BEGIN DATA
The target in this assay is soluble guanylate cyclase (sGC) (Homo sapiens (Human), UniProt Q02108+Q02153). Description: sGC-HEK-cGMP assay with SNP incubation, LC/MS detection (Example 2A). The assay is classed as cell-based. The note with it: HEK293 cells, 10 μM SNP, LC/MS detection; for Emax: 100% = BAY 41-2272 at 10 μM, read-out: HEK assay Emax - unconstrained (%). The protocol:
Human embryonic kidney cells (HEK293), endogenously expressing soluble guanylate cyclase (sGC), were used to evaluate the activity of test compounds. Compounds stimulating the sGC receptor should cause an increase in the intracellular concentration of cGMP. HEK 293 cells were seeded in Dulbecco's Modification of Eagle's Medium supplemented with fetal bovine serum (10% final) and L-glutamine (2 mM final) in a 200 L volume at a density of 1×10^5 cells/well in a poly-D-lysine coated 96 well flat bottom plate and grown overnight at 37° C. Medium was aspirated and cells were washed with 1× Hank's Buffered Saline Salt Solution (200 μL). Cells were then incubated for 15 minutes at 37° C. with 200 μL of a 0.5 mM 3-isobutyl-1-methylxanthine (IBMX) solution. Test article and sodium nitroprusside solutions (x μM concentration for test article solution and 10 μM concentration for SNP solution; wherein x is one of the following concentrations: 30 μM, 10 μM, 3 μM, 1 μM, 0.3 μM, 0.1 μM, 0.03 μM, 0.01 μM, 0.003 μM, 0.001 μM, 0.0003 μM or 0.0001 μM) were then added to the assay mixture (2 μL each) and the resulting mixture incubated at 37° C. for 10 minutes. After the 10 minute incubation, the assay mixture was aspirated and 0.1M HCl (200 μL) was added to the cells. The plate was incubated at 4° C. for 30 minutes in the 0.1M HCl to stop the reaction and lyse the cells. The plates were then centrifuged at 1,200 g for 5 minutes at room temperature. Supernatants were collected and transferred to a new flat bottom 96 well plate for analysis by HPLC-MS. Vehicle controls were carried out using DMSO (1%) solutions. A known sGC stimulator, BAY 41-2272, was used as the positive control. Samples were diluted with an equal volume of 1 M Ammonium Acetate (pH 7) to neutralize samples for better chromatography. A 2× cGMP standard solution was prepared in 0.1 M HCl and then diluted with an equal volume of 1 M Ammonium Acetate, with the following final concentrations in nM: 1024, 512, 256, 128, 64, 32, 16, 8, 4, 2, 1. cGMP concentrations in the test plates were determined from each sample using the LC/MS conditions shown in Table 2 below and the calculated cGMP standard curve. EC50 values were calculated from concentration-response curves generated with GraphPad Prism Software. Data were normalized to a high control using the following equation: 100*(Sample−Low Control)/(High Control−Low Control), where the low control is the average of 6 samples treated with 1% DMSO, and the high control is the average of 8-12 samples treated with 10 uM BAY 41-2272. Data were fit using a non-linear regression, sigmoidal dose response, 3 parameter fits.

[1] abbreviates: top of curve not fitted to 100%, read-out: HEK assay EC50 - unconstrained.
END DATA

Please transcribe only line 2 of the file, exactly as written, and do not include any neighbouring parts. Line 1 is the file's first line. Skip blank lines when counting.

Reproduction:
Human embryonic kidney cells (HEK293), endogenously expressing soluble guanylate cyclase (sGC), were used to evaluate the activity of test compounds. Compounds stimulating the sGC receptor should cause an increase in the intracellular concentration of cGMP. HEK 293 cells were seeded in Dulbecco's Modification of Eagle's Medium supplemented with fetal bovine serum (10% final) and L-glutamine (2 mM final) in a 200 L volume at a density of 1×10^5 cells/well in a poly-D-lysine coated 96 well flat bottom plate and grown overnight at 37° C. Medium was aspirated and cells were washed with 1× Hank's Buffered Saline Salt Solution (200 μL). Cells were then incubated for 15 minutes at 37° C. with 200 μL of a 0.5 mM 3-isobutyl-1-methylxanthine (IBMX) solution. Test article and sodium nitroprusside solutions (x μM concentration for test article solution and 10 μM concentration for SNP solution; wherein x is one of the following concentrations: 30 μM, 10 μM, 3 μM, 1 μM, 0.3 μM, 0.1 μM, 0.03 μM, 0.01 μM, 0.003 μM, 0.001 μM, 0.0003 μM or 0.0001 μM) were then added to the assay mixture (2 μL each) and the resulting mixture incubated at 37° C. for 10 minutes. After the 10 minute incubation, the assay mixture was aspirated and 0.1M HCl (200 μL) was added to the cells. The plate was incubated at 4° C. for 30 minutes in the 0.1M HCl to stop the reaction and lyse the cells. The plates were then centrifuged at 1,200 g for 5 minutes at room temperature. Supernatants were collected and transferred to a new flat bottom 96 well plate for analysis by HPLC-MS. Vehicle controls were carried out using DMSO (1%) solutions. A known sGC stimulator, BAY 41-2272, was used as the positive control. Samples were diluted with an equal volume of 1 M Ammonium Acetate (pH 7) to neutralize samples for better chromatography. A 2× cGMP standard solution was prepared in 0.1 M HCl and then diluted with an equal volume of 1 M Ammonium Acetate, with the following final concentrations in nM: 1024, 512, 256, 128, 64, 32, 16, 8, 4, 2, 1. cGMP concentrations in the test plates were determined from each sample using the LC/MS conditions shown in Table 2 below and the calculated cGMP standard curve. EC50 values were calculated from concentration-response curves generated with GraphPad Prism Software. Data were normalized to a high control using the following equation: 100*(Sample−Low Control)/(High Control−Low Control), where the low control is the average of 6 samples treated with 1% DMSO, and the high control is the average of 8-12 samples treated with 10 uM BAY 41-2272. Data were fit using a non-linear regression, sigmoidal dose response, 3 parameter fits.